Music is a mission for Michelle Davis.
“I think a lot of people believe the music industry is dying or fading out, but really it is just changing,” she said.
As the wind blows through the trees outside Hendershot’s Coffee in Athens, Georgia, Davis sips a cup of coffee and chats about the local music scene. Athens bred hit bands like R.E.M. and the B-52’s, and Davis is determined to guide upcoming Athenian musicians to similar splendor.
Davis is the communications officer for the Athens Area Arts Council, a non-profit organization that promotes Athens-based artists in the community. An aspiring lawyer, she has a passion for enabling musical artists to live comfortable financial lives.
Many artists need to better structure their revenues, Davis said, as they often don’t know when or how much they’ll be paid.
Davis studied public relations at the University of Georgia’s Grady College of Journalism and Mass Communication. Following graduation, she worked for Ticket Alternative, an Atlanta-based small company. There, she wrote press releases, interviewed artists, booked shows and coordinated press coverage.
“I learned a lot during my time there,” Davis said.
In 2008, Davis became music editor at Flagpole magazine in Athens, which allowed her to live closer to her boyfriend, while still working somewhere she enjoyed.
Davis was excited to become an Athens townie, she said.
“It was easy to get attention, I felt like a big fish in a small pond,” Davis said.
Davis’ most vivid memory from her time at Flagpole was when a fire destroyed the Georgia Theatre’s entire interior.
“I loved seeing the community come together to support the theater,” she said. “Musicians, booking agencies and various venues in Athens came together in support.”
Davis’ Flagpole experience inspired her to enter law school in 2012. Today, she awaits the results of her bar exam.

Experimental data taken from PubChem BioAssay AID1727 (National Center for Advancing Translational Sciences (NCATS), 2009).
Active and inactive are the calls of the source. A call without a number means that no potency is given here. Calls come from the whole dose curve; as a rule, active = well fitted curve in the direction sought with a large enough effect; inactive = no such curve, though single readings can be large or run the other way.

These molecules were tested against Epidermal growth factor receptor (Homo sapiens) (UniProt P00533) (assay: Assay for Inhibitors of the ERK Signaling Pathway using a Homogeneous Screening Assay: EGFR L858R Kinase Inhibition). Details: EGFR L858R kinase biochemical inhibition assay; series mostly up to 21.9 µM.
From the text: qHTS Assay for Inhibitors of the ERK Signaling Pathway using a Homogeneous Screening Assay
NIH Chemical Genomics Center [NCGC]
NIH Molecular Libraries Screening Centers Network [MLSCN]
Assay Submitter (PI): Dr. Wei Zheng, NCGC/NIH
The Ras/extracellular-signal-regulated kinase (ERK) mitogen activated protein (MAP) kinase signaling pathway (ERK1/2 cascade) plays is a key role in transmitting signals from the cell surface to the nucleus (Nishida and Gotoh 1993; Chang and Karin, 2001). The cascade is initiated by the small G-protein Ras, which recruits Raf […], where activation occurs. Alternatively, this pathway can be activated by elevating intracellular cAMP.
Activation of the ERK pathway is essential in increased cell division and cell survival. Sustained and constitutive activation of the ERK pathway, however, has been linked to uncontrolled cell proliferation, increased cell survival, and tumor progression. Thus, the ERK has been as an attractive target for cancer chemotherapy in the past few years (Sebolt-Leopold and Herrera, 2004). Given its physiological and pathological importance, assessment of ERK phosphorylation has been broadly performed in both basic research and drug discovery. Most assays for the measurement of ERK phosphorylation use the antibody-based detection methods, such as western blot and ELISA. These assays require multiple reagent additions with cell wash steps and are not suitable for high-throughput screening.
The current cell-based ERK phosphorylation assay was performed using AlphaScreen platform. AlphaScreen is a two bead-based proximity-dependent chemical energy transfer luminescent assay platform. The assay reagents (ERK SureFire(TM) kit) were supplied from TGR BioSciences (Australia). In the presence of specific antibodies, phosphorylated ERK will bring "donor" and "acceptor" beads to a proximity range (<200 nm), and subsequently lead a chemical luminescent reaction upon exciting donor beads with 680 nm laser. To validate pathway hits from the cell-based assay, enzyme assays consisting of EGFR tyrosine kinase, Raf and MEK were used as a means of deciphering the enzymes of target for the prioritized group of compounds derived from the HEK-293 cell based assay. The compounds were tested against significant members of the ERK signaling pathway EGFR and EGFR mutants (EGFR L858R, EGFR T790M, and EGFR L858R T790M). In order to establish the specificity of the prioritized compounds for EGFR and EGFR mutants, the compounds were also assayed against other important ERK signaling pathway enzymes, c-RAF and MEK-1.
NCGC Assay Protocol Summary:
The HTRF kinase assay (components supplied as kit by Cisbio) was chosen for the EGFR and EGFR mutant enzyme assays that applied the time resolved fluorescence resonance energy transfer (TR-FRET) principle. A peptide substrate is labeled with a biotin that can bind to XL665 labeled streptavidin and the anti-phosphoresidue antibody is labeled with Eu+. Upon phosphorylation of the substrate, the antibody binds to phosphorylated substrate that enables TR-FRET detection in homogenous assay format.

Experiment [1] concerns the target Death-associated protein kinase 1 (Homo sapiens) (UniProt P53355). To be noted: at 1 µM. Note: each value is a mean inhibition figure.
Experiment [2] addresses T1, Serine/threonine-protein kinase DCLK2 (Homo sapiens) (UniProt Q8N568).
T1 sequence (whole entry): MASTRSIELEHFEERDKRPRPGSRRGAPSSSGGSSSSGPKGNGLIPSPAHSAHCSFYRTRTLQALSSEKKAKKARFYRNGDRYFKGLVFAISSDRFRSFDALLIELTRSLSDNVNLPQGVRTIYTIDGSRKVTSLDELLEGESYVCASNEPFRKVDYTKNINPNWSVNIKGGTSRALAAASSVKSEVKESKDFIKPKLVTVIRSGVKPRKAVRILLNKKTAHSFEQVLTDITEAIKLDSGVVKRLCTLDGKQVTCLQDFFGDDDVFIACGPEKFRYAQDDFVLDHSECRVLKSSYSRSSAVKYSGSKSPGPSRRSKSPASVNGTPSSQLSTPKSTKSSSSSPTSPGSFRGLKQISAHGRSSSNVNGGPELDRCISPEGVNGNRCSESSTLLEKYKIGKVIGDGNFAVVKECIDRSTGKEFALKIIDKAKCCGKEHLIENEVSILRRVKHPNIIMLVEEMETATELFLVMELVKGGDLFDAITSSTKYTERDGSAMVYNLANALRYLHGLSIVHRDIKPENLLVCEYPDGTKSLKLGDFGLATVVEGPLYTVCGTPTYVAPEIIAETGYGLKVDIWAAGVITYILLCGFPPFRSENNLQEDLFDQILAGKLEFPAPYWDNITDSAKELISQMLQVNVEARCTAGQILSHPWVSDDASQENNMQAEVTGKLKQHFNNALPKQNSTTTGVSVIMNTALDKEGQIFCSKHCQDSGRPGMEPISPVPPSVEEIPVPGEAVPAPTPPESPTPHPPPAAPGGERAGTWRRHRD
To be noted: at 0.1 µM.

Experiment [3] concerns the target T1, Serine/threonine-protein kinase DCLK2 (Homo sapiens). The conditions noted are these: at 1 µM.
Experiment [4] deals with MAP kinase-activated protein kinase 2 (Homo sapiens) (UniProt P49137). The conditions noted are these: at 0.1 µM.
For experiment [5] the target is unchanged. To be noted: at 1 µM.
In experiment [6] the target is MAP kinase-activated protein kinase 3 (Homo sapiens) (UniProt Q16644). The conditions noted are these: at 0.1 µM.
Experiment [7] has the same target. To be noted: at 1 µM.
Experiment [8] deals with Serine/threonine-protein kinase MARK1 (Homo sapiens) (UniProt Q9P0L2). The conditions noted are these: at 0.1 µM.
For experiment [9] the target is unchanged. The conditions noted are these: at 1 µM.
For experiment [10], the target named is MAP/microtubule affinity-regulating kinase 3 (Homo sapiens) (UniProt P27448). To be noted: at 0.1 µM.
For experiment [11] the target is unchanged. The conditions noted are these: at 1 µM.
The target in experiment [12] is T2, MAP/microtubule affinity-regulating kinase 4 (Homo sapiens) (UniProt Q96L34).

“I was thrilled to realize that the music industry needs young attorneys that are up to date with the changing technology,” she said.
While at law school, Davis got married and had a baby.
Brian Stoltz, who worked with Davis as an officer in the Sports and Entertainment Law Society, said Davis is fantastic to work with and that he couldn’t have done it without her.
“She is so great to work with because she has an amazing sense of humor but also a drive and focus that I really admire – she can get the job done but make it fun too,” Stoltz said.
Davis joined AAAC in May 2015 at the suggestion of the council’s vice president, Kay Stanton, who met Davis in the local music scene.
Davis contributes an “unreal amount of energy and drive,” Stanton said. “She is a huge asset to the council and arts community.”
Davis dreams of growing AAAC’s work by creating a legal fund for Athens artists fighting copyright infringement.
“We (AAAC) are in a transition period right now, we are trying to explain why someone should want to be a member,” Davis said.
Nance Daniels, president of AAAC, said she is so grateful to have Davis on board.
“Michelle demonstrates her dedication to promoting the arts in the Athens community by collaboration, determination, discipline and diligence,” Daniels said.